Relegated from the Premier League the season before, Burnley broke from normal protocol and decided to not fire their manager.

The decision paid dividends, with Sean Dyche guiding the Clarets back to the top-flight with a dominant campaign.

The pressure was on late into the season with Middlesbrough and Brighton both ultimately reaching the 89-point mark.

An unbeaten streak of 23 games, from late-December to the season’s climax kept their rivals at bay. 

Newcastle United (2016/17)

Like Burnley, Newcastle stuck with Rafa Benitez despite suffering relegation.

Benitez waved goodbye to Georginio Wijnaldum, Moussa Sissoko, Daryl Janmaat and Andros Townsend, but was able to bolster his squad with several usual additions, including Dwight Gayle, Matt Ritchie, Ciaran Clark and DeAndre Yedlin.

After losing their first two matches of the season, the Magpies cruised through the season. From matchday 12 onwards, they never dropped out of the automatic promotion spots, eventually finishing nine points clear of third. 

Norwich City (2018/19)

Finishing 14th in 2017-18 and losing James Maddison to Leicester in the summer didn’t bode well for the Canaries, who would ordinarily be considered promotion candidates due to their yo-yo pedigree.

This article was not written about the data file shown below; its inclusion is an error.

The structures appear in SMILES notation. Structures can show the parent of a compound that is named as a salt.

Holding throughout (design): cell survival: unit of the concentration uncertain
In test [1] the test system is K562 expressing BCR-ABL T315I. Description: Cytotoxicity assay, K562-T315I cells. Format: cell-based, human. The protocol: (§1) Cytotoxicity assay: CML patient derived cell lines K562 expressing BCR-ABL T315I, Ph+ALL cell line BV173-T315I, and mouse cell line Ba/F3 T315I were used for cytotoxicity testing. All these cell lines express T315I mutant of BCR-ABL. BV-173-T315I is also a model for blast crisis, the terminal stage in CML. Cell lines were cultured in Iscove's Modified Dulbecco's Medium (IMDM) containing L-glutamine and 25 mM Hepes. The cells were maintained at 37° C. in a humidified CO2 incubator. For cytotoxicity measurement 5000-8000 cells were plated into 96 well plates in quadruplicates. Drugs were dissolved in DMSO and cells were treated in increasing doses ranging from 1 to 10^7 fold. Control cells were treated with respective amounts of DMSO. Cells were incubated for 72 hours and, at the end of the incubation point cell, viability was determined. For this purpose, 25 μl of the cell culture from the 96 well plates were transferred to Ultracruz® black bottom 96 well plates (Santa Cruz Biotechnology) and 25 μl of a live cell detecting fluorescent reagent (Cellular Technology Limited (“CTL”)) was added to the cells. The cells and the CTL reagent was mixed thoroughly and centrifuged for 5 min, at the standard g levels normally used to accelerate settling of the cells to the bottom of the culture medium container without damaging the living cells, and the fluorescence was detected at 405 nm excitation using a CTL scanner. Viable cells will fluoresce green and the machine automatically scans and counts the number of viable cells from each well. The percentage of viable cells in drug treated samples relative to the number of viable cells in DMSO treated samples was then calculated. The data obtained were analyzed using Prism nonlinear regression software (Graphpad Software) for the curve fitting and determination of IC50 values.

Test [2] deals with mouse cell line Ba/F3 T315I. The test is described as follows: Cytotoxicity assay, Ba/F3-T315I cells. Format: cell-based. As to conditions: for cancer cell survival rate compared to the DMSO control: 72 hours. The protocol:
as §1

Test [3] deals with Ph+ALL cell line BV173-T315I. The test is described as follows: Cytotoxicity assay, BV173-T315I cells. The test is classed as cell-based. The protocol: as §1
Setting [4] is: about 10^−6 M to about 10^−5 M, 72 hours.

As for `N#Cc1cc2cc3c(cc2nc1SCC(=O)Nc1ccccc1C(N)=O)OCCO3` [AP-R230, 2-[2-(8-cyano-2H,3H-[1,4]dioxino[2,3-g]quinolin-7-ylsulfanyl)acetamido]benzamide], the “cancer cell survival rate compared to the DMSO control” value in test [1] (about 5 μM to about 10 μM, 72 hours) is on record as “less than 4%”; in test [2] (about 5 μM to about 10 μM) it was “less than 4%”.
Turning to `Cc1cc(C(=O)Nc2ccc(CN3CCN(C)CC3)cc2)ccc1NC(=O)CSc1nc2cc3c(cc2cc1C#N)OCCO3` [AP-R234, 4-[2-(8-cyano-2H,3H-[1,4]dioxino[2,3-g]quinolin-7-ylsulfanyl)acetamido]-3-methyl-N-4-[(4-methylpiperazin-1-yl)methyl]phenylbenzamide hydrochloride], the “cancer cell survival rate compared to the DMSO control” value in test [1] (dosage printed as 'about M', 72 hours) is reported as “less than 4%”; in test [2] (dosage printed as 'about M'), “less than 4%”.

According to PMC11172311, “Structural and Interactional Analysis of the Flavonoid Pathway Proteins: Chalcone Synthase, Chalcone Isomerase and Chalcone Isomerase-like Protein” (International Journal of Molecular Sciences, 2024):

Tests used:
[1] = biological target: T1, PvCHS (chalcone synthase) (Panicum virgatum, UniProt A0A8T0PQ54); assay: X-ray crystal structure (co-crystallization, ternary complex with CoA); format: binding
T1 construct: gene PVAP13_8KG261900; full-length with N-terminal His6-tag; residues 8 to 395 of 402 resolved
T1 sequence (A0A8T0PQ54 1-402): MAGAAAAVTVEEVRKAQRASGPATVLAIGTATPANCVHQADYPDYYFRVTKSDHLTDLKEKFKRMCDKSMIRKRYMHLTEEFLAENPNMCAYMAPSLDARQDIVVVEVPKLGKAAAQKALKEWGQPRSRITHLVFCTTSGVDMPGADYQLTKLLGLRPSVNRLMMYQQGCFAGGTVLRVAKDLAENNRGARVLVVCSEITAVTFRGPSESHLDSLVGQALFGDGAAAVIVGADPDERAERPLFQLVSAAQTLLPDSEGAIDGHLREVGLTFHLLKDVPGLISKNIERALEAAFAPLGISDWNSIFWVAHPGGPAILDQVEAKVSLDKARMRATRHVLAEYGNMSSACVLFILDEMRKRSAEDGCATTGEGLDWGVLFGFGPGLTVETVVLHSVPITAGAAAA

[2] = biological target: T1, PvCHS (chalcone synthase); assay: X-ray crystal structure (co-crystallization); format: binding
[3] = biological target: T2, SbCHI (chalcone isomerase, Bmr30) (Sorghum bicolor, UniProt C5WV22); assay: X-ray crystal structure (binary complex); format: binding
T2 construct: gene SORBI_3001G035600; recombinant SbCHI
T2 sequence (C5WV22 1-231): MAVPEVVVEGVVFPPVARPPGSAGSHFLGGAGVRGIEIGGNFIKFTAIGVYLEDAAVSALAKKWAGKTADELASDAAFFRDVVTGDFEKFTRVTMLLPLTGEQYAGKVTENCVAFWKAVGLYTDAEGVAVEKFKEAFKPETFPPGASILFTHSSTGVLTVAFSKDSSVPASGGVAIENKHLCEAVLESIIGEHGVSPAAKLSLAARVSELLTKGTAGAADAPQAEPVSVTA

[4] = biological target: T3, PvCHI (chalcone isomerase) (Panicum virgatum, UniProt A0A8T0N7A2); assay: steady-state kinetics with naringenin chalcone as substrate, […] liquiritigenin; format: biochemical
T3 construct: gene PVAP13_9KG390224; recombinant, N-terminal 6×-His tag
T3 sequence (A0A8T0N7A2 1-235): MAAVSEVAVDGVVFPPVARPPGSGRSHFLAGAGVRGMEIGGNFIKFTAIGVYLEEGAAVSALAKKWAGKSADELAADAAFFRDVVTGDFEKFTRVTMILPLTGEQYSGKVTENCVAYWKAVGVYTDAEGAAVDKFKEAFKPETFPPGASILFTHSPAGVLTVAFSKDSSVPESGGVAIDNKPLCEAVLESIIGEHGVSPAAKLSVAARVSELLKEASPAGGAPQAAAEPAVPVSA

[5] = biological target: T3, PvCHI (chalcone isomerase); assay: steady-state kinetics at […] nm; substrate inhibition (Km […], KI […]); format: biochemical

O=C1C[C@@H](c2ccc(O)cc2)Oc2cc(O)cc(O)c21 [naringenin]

In response to their Maddison sale they made a couple of under-the-radar moves, bringing in Teemu Pukki and Emi Buendia, both of whom were little known. 

Pukki netted 29 times as the Canaries finished 11 points ahead of third-placed Leeds while Buendia finished with 20 goal involvements. 

Such numbers meant Norwich were soon back to featuring prominently in the Premier League relegation odds, their short price compounded by a heavy opening day loss at Anfield. 

And so the yo-yoing continued. 

Nottingham Forest (1997/98)

So abject were Forest the season before, the Premier League betting had them down by March. To their slightest of credits, they held on until April. 

A huge overhaul therefore was demanded, but while many were shipped out to lessen the wage bill, crucially Pierre van Hooijdonk and Kevin Campbell were retained, striking up a partnership up front that inferior defences had no answer to.

Between them, the deadly duo fired 51 goals across the campaign and Forest bounced straight back up at the first time of asking.